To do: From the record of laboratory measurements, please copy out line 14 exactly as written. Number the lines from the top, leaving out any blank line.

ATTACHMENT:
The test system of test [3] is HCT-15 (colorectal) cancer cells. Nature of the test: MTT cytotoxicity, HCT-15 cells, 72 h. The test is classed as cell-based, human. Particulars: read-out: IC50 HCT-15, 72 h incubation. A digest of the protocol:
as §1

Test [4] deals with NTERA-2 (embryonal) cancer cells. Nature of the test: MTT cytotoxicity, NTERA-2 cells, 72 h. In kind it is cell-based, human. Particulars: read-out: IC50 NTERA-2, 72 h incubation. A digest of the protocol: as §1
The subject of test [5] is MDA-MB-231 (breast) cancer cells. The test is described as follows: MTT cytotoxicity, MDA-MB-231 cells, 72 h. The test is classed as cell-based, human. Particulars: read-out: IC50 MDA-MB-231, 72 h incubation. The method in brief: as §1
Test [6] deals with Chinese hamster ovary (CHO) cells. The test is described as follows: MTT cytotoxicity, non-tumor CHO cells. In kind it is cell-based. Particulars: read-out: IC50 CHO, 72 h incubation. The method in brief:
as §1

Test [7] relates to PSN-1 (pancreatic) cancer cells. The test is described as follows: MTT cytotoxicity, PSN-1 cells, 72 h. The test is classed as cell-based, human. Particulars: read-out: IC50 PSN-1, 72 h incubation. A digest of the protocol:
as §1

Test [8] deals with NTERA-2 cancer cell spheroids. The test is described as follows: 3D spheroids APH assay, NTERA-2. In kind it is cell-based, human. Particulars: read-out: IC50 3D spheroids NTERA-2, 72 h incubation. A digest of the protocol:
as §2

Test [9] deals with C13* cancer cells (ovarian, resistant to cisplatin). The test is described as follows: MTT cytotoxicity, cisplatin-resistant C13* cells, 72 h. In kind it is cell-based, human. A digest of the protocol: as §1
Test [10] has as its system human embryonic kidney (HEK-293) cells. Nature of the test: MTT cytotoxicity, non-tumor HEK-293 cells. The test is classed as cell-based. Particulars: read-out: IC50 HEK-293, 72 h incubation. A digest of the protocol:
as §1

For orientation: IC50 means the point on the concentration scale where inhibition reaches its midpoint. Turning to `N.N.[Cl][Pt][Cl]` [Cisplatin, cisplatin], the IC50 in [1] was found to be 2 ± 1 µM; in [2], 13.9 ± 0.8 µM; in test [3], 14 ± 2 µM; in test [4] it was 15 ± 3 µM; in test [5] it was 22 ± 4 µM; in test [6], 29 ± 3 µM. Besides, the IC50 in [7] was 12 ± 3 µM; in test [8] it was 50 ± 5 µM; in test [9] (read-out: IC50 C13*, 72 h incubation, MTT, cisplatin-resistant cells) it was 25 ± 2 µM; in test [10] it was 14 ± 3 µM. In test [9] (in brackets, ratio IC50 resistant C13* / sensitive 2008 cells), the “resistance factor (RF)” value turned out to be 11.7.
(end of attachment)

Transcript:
For orientation: IC50 means the point on the concentration scale where inhibition reaches its midpoint. Turning to `N.N.[Cl][Pt][Cl]` [Cisplatin, cisplatin], the IC50 in [1] was found to be 2 ± 1 µM; in [2], 13.9 ± 0.8 µM; in test [3], 14 ± 2 µM; in test [4] it was 15 ± 3 µM; in test [5] it was 22 ± 4 µM; in test [6], 29 ± 3 µM. Besides, the IC50 in [7] was 12 ± 3 µM; in test [8] it was 50 ± 5 µM; in test [9] (read-out: IC50 C13*, 72 h incubation, MTT, cisplatin-resistant cells) it was 25 ± 2 µM; in test [10] it was 14 ± 3 µM. In test [9] (in brackets, ratio IC50 resistant C13* / sensitive 2008 cells), the “resistance factor (RF)” value turned out to be 11.7.